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Y2K causes concern for teleradiology users


Y2K causes concern for teleradiology usersQuestions arise over importance for different applicationsNew Year's Day is months away, but teleradiology vendors and end users are already suffering hangover symptoms from dealing with the year

Y2K causes concern for teleradiology users

Questions arise over importance for different applications

New Year's Day is months away, but teleradiology vendors and end users are already suffering hangover symptoms from dealing with the year 2000 (Y2K) compliance of their teleradiology systems.

End users are spending a lot of time trying to determine if their teleradiology system is Y2K-compliant and to establish what steps and how much money will be required to fix the problems. And vendors are finding their technical and marketing resources diverted from new clinical developments to solving Y2K problems. Even vendors with fully Y2K-compliant systems are spending countless hours strategizing about how they will interface to non-Y2K-compliant devices made by other companies.

Y2K problems in teleradiology systems can arise in one or several areas. Some computers, particularly those over five years old, have basic instruction operating systems (BIOS) that cannot accommodate dates beyond 1999. This problem can be resolved in PC-based teleradiology systems by getting an updated version of BIOS from the computer manufacturer or purchasing a newer PC that will not only be Y2K-compliant but will also display and process images much faster.

The computer's operating system can be another problem. Fortunately, newer operating systems like Windows 98 and Windows NT with Service Pack 4 are fully Y2K-compliant or have patches available to handle Y2K problems.

The next issue is the teleradiology software. While all teleradiology vendors offer Y2K-compliant software, there is a problem with legacy teleradiology installations in the field. Many of the older software versions were not written to handle four-digit date information, leading to Y2K errors in the date of examination (DOE) or date of birth (DOB) fields of the patient headers.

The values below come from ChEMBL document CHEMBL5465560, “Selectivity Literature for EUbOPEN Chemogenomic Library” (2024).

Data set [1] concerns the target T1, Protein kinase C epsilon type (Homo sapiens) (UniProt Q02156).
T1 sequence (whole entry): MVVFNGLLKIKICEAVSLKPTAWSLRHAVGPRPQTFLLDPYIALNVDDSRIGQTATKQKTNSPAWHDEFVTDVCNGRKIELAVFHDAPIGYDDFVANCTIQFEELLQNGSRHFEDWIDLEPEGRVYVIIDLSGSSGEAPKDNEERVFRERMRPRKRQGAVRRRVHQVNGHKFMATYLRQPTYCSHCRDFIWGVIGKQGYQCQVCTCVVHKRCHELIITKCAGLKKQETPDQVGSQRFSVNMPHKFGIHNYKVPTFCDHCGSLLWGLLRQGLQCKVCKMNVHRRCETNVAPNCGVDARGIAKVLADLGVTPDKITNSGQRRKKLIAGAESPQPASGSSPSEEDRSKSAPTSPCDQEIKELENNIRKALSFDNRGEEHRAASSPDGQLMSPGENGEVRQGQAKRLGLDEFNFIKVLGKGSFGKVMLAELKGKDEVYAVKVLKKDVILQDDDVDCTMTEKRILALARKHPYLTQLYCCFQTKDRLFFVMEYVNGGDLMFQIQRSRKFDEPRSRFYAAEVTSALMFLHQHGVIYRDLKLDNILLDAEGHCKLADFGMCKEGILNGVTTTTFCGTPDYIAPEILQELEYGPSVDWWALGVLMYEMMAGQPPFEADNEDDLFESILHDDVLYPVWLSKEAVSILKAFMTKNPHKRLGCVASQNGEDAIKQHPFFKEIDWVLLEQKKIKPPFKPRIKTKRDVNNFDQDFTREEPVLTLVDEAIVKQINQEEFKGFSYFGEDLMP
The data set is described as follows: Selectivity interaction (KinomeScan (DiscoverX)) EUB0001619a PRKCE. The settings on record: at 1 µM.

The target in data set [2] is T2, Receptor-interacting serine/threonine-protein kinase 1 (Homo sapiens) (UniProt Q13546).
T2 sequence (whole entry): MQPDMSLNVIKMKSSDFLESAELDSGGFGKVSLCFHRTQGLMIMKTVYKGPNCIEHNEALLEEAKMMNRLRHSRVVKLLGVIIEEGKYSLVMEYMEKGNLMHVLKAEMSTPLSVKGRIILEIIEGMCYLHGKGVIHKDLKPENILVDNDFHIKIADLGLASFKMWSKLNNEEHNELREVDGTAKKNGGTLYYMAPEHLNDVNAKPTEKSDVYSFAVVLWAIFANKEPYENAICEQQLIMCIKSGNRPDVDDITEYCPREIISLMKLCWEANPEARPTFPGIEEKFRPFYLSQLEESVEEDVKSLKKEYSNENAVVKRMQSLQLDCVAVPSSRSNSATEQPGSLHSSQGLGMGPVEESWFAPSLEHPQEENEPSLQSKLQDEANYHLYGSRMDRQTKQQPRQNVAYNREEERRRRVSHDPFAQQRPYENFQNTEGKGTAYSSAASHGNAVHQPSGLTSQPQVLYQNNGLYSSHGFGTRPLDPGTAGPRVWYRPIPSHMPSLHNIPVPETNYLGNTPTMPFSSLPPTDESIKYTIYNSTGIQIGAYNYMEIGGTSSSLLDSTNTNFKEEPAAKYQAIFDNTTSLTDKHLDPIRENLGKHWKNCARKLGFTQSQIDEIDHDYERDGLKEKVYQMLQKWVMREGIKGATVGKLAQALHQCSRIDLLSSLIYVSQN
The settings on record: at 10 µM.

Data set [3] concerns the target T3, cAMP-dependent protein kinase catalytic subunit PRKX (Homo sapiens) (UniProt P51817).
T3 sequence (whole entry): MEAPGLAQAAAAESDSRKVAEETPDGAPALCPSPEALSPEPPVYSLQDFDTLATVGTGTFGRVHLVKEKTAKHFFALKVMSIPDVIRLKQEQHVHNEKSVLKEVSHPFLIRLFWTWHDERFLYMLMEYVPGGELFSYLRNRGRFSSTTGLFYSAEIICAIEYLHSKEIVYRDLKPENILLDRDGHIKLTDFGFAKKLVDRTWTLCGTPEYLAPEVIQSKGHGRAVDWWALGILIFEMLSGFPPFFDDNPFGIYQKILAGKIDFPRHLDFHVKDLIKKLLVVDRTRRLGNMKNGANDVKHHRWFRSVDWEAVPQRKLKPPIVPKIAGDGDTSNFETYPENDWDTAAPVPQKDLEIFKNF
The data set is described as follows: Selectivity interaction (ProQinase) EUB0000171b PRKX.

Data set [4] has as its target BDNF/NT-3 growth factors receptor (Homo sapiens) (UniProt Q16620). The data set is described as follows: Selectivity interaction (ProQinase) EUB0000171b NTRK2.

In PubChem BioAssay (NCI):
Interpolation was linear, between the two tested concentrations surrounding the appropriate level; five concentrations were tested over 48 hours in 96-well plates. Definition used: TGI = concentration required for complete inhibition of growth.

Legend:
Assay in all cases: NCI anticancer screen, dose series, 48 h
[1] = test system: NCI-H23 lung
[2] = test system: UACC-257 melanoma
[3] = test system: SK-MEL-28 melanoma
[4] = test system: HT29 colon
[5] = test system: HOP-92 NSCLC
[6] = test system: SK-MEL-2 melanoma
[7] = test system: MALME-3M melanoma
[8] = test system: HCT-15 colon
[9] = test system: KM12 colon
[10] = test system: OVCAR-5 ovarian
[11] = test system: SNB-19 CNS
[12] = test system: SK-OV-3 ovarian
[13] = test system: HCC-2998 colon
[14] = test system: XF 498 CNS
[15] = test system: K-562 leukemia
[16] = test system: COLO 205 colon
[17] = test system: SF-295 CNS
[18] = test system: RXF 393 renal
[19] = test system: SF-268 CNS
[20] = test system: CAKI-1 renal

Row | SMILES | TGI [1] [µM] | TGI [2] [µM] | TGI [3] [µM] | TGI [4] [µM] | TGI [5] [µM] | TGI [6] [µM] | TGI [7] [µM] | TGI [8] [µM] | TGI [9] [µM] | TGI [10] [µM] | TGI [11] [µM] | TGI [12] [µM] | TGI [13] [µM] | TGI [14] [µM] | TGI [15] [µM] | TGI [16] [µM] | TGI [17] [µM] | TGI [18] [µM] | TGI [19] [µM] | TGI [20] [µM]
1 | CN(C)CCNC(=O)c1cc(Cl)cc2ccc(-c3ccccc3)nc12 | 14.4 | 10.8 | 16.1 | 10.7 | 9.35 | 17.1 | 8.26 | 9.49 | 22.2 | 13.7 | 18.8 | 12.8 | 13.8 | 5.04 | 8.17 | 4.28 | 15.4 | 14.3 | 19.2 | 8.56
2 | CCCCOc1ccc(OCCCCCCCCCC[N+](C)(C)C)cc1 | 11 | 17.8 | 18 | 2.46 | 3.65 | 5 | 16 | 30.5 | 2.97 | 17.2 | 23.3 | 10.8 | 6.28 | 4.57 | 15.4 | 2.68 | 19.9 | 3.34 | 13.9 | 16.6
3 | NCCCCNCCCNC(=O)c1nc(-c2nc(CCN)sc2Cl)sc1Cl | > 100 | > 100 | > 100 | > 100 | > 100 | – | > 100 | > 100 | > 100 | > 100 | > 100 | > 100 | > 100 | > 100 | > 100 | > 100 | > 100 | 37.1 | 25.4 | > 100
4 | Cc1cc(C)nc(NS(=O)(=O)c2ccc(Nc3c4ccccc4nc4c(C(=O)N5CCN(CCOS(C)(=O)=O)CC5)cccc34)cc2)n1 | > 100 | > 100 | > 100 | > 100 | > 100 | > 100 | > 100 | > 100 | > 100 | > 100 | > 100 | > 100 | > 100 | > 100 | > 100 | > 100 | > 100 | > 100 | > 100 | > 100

Since the release of earlier versions of software several years ago, software vendors may have changed operating systems and/or released newer teleradiology versions with additional clinical features. The older versions may no longer be supported, and as a result, users seeking Y2K compliance may have to purchase a later version of the vendor's software. That can be very expensive if each workstation has to be upgraded; generally speaking, the older the software, the more expensive the upgrade will be. Most vendors are offering these customers discounts to upgrade, however.

Other hardware and software elements of teleradiology systems can also be affected by Y2K. Many teleradiology systems employ framegrabbers to capture images from video-based host systems such as a CT or ultrasound scanner, while other systems use direct digital image capture boards. If the host units are not Y2K-compliant, the date recorded on the image could be incorrect, creating confusion about the information entered in the teleradiology patient header. To solve this problem, either the scanner must be replaced or its manufacturer must provide a Y2K- compliant software update.